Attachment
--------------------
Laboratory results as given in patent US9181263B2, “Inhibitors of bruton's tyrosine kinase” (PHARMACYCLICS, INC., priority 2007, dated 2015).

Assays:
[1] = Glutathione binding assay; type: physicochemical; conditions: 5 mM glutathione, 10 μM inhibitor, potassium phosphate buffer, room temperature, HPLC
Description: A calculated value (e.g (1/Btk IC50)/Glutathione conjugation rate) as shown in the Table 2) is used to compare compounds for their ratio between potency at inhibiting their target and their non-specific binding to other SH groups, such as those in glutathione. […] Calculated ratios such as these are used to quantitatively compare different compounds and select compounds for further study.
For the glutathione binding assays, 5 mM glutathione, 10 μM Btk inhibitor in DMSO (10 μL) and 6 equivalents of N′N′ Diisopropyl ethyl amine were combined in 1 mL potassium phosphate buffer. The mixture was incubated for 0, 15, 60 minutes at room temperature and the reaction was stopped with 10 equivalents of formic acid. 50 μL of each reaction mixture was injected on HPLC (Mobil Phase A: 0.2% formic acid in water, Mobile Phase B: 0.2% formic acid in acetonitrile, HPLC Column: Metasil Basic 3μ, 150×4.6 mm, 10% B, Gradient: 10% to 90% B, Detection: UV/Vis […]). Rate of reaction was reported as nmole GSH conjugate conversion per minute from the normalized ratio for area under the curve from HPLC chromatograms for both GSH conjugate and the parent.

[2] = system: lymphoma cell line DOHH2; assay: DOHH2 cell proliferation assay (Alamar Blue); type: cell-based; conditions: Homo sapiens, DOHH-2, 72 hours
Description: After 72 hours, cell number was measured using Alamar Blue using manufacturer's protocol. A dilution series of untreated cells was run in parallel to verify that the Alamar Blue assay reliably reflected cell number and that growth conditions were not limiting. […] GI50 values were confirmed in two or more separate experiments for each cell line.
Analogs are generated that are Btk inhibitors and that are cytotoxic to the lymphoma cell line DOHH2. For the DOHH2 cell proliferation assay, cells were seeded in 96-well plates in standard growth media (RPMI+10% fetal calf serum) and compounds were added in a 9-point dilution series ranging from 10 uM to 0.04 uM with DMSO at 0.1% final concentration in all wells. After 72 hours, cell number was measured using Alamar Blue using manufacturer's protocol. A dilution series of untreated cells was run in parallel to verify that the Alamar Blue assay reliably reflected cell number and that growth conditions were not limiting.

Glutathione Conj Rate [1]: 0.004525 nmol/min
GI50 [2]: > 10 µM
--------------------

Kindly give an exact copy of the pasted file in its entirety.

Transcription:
Laboratory results as given in patent US9181263B2, “Inhibitors of bruton's tyrosine kinase” (PHARMACYCLICS, INC., priority 2007, dated 2015).

Assays:
[1] = Glutathione binding assay; type: physicochemical; conditions: 5 mM glutathione, 10 μM inhibitor, potassium phosphate buffer, room temperature, HPLC
Description: A calculated value (e.g (1/Btk IC50)/Glutathione conjugation rate) as shown in the Table 2) is used to compare compounds for their ratio between potency at inhibiting their target and their non-specific binding to other SH groups, such as those in glutathione. […] Calculated ratios such as these are used to quantitatively compare different compounds and select compounds for further study.
For the glutathione binding assays, 5 mM glutathione, 10 μM Btk inhibitor in DMSO (10 μL) and 6 equivalents of N′N′ Diisopropyl ethyl amine were combined in 1 mL potassium phosphate buffer. The mixture was incubated for 0, 15, 60 minutes at room temperature and the reaction was stopped with 10 equivalents of formic acid. 50 μL of each reaction mixture was injected on HPLC (Mobil Phase A: 0.2% formic acid in water, Mobile Phase B: 0.2% formic acid in acetonitrile, HPLC Column: Metasil Basic 3μ, 150×4.6 mm, 10% B, Gradient: 10% to 90% B, Detection: UV/Vis […]). Rate of reaction was reported as nmole GSH conjugate conversion per minute from the normalized ratio for area under the curve from HPLC chromatograms for both GSH conjugate and the parent.

[2] = system: lymphoma cell line DOHH2; assay: DOHH2 cell proliferation assay (Alamar Blue); type: cell-based; conditions: Homo sapiens, DOHH-2, 72 hours
Description: After 72 hours, cell number was measured using Alamar Blue using manufacturer's protocol. A dilution series of untreated cells was run in parallel to verify that the Alamar Blue assay reliably reflected cell number and that growth conditions were not limiting. […] GI50 values were confirmed in two or more separate experiments for each cell line.
Analogs are generated that are Btk inhibitors and that are cytotoxic to the lymphoma cell line DOHH2. For the DOHH2 cell proliferation assay, cells were seeded in 96-well plates in standard growth media (RPMI+10% fetal calf serum) and compounds were added in a 9-point dilution series ranging from 10 uM to 0.04 uM with DMSO at 0.1% final concentration in all wells. After 72 hours, cell number was measured using Alamar Blue using manufacturer's protocol. A dilution series of untreated cells was run in parallel to verify that the Alamar Blue assay reliably reflected cell number and that growth conditions were not limiting.

Glutathione Conj Rate [1]: 0.004525 nmol/min
GI50 [2]: > 10 µM